Please use this identifier to cite or link to this item: https://doi.org/10.1098/rspb.2017.2685
Title: Apterous a specifies dorsal wing patterns and sexual traits in butterflies
Authors: Prakash, A 
Monteiro, A 
Keywords: butterfly
color
developmental biology
differentiation
evolution
gene
gene expression
protein
sexual dimorphism
wing morphology
Bicyclus anynana
Nymphalidae
Papilionoidea
insect protein
transcription factor
animal
butterfly
clustered regularly interspaced short palindromic repeat
color
evolution
gene expression
gene regulatory network
genetics
metabolism
mutation
phenotype
physiology
pigmentation
wing
Animals
Biological Evolution
Butterflies
Clustered Regularly Interspaced Short Palindromic Repeats
Color
Gene Expression
Gene Regulatory Networks
Insect Proteins
Mutation
Phenotype
Pigmentation
Transcription Factors
Wings, Animal
Issue Date: 2018
Publisher: Royal Society Publishing
Citation: Prakash, A, Monteiro, A (2018). Apterous a specifies dorsal wing patterns and sexual traits in butterflies. Proceedings of the Royal Society B: Biological Sciences 285 (1873) : 20172685. ScholarBank@NUS Repository. https://doi.org/10.1098/rspb.2017.2685
Abstract: Butterflies have evolved different colour patterns on their dorsal and ventral wing surfaces to serve different signalling functions, yet the developmental mechanisms controlling surface-specific patterning are still unknown. Here, we mutate both copies of the transcription factor apterous in Bicyclus anynana butterflies using CRISPR/Cas9 and show that apterous A, expressed dorsally, functions both as a repressor and modifier of ventral wing colour patterns, as well as a promoter of dorsal sexual ornaments in males. We propose that the surface-specific diversification of wing patterns in butterflies proceeded via the co-option of apterous A or its downstream effectors into various gene regulatory networks involved in the differentiation of discrete wing traits. Further, interactions between apterous and sex-specific factors such as doublesex may have contributed to the origin of sexually dimorphic surface-specific patterns. Finally, we discuss the evolution of eyespot number diversity in the family Nymphalidae within the context of developmental constraints due to apterous regulation. © 2018 The Author(s).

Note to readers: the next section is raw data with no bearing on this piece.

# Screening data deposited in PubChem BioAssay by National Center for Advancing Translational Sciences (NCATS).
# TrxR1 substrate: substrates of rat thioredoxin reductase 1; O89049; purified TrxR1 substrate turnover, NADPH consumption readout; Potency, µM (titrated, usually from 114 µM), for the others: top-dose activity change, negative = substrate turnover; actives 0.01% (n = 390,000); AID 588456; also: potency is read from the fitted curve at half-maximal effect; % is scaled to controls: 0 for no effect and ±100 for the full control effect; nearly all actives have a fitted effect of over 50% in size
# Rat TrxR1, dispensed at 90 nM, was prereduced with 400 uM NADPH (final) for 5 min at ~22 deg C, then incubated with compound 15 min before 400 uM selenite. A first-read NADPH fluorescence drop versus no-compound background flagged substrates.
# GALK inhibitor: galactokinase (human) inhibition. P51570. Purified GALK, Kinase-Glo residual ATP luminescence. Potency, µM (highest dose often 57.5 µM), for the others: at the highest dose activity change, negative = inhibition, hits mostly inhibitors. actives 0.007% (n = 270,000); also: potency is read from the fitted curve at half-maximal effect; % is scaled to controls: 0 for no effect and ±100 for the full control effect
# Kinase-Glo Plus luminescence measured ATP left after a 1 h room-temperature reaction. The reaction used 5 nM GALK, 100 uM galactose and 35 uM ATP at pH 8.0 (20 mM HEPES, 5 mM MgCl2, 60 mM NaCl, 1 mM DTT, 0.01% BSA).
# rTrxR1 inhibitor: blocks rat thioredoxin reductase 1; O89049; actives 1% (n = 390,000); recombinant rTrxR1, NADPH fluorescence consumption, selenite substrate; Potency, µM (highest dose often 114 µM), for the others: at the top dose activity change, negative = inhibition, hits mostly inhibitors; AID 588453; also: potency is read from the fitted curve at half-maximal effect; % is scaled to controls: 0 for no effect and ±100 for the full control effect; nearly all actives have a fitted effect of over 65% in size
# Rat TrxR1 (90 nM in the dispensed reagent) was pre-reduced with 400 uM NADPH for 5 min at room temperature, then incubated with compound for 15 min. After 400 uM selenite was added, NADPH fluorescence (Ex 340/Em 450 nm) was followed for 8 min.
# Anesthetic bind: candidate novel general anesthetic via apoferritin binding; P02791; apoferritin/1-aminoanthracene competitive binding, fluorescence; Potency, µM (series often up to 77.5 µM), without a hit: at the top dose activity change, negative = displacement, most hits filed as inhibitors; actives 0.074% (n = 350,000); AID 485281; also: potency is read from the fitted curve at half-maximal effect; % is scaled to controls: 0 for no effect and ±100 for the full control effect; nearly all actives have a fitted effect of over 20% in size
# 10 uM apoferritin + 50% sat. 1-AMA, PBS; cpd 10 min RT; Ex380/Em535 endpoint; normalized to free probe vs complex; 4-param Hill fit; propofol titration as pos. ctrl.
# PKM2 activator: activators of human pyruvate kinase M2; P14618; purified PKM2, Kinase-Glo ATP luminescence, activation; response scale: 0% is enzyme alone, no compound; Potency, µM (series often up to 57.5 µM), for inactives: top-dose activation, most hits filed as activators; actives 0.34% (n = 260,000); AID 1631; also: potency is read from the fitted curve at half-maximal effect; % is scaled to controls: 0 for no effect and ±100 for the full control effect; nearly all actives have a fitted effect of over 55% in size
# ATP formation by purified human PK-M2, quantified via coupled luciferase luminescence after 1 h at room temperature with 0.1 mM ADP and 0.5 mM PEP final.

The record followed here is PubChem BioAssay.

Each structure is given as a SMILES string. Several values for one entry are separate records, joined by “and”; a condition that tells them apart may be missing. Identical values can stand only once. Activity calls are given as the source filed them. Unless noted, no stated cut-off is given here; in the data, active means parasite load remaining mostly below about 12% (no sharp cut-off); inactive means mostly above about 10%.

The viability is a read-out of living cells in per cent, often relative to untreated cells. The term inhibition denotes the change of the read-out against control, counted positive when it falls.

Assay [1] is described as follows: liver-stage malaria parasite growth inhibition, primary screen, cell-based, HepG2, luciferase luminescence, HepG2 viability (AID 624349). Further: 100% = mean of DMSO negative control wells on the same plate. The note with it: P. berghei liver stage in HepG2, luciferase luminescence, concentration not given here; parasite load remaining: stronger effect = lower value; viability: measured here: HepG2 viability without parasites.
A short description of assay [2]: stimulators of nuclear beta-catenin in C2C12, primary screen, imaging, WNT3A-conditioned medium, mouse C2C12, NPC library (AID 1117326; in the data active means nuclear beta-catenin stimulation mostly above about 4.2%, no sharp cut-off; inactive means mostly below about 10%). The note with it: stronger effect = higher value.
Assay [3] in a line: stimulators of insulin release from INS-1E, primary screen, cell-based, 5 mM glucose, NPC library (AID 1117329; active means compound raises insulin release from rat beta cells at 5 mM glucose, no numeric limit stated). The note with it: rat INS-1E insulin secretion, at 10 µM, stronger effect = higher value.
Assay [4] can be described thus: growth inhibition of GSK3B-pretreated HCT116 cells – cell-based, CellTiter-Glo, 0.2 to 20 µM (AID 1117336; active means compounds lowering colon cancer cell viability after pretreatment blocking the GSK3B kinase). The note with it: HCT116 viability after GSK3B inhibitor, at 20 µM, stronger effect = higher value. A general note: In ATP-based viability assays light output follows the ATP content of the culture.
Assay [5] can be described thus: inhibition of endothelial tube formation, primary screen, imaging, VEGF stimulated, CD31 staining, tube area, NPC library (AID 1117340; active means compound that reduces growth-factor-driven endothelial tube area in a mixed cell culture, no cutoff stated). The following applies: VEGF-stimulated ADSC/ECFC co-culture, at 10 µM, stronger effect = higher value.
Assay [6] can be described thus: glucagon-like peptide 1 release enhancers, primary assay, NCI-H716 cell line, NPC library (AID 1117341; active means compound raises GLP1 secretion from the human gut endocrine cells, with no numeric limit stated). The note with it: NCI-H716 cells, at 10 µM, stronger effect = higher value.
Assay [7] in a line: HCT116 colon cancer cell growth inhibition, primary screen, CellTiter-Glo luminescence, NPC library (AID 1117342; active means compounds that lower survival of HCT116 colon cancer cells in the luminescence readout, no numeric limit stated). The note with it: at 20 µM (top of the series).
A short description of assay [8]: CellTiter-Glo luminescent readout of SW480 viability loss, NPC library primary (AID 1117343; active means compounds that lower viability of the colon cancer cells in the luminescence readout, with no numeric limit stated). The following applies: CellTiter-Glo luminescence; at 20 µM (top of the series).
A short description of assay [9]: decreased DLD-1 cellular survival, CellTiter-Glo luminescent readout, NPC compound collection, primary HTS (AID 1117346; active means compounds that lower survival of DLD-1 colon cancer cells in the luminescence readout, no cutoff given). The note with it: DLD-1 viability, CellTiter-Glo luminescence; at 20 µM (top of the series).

Source Title: Proceedings of the Royal Society B: Biological Sciences
URI: https://scholarbank.nus.edu.sg/handle/10635/175126
ISSN: 0962-8452
DOI: 10.1098/rspb.2017.2685
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